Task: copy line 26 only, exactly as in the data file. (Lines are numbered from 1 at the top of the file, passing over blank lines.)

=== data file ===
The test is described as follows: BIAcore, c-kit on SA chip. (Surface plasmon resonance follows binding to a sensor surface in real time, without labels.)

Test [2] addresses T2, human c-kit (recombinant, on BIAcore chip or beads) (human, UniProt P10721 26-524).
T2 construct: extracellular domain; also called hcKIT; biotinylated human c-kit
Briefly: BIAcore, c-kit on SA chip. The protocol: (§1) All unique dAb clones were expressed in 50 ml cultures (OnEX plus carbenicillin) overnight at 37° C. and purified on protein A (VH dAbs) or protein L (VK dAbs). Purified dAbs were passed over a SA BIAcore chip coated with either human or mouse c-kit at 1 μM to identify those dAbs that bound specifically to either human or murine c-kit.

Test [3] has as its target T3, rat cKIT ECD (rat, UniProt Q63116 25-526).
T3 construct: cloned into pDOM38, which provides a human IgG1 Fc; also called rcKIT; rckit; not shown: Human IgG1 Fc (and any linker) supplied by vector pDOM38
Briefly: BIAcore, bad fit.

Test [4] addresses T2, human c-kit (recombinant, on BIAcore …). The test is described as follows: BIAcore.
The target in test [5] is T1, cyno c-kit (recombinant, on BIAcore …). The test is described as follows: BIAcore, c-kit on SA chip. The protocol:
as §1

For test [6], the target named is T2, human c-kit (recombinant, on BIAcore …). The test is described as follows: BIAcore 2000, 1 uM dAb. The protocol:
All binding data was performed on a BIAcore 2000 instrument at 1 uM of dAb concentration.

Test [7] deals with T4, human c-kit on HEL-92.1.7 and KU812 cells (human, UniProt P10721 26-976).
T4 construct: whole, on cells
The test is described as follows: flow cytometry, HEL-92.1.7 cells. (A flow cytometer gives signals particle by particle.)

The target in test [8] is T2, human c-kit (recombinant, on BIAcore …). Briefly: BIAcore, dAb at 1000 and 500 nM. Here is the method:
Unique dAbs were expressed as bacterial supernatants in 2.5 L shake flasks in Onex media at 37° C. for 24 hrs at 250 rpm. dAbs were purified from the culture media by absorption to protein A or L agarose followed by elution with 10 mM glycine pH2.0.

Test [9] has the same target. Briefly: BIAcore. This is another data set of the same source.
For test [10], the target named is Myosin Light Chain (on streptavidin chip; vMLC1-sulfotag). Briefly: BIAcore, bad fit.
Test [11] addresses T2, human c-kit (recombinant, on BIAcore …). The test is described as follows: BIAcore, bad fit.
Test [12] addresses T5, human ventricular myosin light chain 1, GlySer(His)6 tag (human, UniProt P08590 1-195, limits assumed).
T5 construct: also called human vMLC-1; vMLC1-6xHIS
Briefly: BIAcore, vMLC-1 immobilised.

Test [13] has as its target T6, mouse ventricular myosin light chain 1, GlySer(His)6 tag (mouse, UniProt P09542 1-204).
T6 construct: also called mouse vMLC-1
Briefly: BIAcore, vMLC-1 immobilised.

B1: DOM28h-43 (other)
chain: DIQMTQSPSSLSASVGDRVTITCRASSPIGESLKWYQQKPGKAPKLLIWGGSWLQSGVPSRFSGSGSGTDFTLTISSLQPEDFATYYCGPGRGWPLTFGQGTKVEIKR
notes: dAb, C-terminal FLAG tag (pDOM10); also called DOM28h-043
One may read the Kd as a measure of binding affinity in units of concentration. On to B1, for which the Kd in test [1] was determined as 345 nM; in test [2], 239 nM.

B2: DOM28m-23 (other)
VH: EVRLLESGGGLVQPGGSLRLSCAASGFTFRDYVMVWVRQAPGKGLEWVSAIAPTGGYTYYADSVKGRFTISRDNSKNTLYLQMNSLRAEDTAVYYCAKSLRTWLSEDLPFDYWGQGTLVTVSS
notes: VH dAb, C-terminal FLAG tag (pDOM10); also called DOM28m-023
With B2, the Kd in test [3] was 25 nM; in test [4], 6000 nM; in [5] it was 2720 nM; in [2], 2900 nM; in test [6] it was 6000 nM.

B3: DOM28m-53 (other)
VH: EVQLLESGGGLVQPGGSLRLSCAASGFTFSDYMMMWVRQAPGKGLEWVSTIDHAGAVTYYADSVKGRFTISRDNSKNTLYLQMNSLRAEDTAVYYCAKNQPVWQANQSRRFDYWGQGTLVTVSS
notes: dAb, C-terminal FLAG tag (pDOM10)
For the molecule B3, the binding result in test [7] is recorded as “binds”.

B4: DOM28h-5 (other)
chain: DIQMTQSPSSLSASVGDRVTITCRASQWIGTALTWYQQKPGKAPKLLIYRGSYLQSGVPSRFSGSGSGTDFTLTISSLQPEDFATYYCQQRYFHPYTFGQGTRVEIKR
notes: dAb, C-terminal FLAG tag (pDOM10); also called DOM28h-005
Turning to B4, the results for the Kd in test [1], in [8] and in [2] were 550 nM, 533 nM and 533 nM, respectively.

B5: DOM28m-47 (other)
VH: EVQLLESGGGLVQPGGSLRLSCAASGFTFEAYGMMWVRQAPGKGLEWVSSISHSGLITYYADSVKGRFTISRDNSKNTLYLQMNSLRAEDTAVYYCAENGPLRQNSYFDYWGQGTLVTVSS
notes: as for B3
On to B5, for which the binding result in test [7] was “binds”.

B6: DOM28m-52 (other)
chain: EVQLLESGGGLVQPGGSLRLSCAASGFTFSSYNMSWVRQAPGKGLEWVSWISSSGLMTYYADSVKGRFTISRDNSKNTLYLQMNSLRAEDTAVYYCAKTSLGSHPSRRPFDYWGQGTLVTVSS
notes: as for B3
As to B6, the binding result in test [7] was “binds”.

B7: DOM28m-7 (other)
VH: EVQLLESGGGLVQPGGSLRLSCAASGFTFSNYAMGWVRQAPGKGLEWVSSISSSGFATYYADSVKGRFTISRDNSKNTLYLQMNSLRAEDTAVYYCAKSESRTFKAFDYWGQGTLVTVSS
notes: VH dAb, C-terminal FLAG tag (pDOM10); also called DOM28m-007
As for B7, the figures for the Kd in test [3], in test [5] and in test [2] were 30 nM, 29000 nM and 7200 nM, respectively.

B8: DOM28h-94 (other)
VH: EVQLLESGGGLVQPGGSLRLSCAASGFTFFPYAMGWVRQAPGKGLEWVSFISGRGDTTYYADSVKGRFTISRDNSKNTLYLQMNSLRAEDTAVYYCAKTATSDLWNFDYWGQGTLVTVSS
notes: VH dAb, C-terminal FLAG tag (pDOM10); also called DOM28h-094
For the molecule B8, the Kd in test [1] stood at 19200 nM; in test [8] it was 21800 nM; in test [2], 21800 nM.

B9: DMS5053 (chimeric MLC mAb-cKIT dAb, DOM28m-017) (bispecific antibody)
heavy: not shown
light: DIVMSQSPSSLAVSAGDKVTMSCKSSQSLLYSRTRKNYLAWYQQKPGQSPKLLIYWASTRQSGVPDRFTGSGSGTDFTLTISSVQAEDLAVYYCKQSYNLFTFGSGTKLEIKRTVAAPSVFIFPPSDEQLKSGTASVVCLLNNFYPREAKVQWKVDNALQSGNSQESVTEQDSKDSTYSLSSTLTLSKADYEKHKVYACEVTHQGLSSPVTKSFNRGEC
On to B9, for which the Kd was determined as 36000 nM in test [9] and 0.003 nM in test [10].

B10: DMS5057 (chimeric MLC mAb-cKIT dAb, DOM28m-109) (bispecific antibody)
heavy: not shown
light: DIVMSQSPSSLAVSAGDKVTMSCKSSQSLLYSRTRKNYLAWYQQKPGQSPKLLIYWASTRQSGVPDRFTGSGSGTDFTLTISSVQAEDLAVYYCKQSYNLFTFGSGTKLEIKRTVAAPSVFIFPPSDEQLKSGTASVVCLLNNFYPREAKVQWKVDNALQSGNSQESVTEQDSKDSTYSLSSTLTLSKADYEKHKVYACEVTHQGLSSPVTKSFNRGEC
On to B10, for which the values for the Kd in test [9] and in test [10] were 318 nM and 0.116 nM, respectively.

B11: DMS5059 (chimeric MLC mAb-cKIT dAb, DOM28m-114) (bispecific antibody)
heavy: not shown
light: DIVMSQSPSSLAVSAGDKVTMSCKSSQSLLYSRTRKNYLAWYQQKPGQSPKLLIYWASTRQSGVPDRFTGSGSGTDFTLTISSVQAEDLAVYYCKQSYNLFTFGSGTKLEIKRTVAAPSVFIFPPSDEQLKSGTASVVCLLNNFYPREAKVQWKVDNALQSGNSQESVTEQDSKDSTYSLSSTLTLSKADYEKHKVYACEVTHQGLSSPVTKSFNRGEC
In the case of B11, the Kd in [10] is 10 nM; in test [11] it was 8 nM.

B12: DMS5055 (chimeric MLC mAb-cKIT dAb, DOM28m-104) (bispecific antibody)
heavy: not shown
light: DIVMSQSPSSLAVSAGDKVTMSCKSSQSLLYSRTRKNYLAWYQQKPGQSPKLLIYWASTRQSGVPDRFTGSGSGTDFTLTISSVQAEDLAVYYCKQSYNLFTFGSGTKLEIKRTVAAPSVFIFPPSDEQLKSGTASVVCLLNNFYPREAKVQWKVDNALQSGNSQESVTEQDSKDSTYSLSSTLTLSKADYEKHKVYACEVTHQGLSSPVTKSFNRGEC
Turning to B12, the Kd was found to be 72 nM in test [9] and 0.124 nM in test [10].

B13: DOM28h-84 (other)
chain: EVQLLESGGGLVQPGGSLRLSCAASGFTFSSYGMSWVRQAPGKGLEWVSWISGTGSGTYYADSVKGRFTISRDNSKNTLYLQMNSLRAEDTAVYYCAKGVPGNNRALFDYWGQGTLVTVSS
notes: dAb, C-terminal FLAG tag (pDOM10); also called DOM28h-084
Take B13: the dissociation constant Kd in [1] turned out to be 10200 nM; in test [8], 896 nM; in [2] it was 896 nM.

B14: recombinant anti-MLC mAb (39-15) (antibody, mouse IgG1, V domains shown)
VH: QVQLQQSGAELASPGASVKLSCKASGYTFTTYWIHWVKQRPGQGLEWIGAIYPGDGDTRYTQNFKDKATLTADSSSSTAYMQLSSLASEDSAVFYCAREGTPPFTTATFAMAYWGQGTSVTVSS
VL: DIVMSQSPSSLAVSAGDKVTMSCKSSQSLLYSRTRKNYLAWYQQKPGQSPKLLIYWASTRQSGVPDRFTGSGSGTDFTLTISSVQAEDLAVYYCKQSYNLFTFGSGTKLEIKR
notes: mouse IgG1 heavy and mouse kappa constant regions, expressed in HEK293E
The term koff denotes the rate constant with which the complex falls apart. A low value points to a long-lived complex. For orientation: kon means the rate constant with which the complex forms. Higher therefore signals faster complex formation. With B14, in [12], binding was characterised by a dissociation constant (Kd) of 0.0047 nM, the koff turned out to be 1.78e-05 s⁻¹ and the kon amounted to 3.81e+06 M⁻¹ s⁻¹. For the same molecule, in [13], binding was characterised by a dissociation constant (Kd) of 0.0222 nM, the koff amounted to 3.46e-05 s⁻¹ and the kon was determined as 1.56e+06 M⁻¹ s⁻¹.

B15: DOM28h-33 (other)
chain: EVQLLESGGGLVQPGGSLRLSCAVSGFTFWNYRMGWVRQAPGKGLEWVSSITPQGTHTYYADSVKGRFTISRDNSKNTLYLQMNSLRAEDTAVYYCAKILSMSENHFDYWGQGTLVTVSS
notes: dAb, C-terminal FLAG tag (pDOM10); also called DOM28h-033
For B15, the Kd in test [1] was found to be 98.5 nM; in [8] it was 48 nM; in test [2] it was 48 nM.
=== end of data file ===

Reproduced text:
Briefly: BIAcore, vMLC-1 immobilised.